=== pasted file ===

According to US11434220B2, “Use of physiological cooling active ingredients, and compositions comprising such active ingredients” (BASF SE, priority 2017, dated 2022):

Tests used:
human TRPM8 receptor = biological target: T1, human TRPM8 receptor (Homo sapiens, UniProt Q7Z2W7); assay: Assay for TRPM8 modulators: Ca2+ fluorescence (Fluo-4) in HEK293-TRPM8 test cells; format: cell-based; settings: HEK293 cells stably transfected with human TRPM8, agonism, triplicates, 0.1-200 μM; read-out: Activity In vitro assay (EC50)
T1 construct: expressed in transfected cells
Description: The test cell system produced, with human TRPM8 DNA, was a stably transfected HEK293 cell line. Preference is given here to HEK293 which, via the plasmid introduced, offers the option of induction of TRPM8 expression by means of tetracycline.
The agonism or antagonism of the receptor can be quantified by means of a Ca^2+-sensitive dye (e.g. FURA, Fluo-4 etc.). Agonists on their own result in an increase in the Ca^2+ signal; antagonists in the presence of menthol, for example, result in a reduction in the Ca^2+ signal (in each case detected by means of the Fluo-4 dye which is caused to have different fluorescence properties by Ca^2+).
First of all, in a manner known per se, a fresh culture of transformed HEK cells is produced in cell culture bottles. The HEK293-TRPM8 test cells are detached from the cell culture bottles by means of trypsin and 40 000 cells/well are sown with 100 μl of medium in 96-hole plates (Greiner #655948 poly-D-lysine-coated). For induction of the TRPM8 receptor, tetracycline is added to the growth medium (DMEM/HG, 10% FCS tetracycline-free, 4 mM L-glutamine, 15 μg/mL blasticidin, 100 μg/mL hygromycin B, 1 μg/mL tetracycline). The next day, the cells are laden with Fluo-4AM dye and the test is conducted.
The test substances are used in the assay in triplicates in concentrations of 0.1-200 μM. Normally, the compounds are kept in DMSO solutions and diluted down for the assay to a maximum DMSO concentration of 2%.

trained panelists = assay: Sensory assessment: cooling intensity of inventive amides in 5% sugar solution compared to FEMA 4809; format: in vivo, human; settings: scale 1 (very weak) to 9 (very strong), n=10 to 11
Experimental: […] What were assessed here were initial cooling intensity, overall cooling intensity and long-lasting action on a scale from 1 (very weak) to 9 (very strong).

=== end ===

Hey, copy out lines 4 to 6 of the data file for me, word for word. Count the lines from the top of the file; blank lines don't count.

T1 construct: expressed in transfected cells
Description: The test cell system produced, with human TRPM8 DNA, was a stably transfected HEK293 cell line. Preference is given here to HEK293 which, via the plasmid introduced, offers the option of induction of TRPM8 expression by means of tetracycline.
The agonism or antagonism of the receptor can be quantified by means of a Ca^2+-sensitive dye (e.g. FURA, Fluo-4 etc.). Agonists on their own result in an increase in the Ca^2+ signal; antagonists in the presence of menthol, for example, result in a reduction in the Ca^2+ signal (in each case detected by means of the Fluo-4 dye which is caused to have different fluorescence properties by Ca^2+).